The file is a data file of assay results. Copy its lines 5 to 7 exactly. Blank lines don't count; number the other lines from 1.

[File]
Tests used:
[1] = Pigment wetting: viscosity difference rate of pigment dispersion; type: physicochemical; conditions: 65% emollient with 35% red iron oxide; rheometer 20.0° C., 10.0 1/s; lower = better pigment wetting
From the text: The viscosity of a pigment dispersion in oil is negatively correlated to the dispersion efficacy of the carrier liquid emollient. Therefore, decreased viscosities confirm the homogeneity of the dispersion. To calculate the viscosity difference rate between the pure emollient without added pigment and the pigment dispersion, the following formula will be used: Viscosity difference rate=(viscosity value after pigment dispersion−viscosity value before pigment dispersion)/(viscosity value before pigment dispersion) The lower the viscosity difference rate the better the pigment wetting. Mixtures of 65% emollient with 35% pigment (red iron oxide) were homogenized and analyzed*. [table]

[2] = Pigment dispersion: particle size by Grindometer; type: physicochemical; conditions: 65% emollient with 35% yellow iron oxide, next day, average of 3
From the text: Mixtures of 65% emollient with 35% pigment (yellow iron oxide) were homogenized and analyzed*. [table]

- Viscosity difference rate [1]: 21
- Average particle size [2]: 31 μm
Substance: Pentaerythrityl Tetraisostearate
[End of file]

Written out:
From the text: Mixtures of 65% emollient with 35% pigment (yellow iron oxide) were homogenized and analyzed*. [table]

- Viscosity difference rate [1]: 21
- Average particle size [2]: 31 μm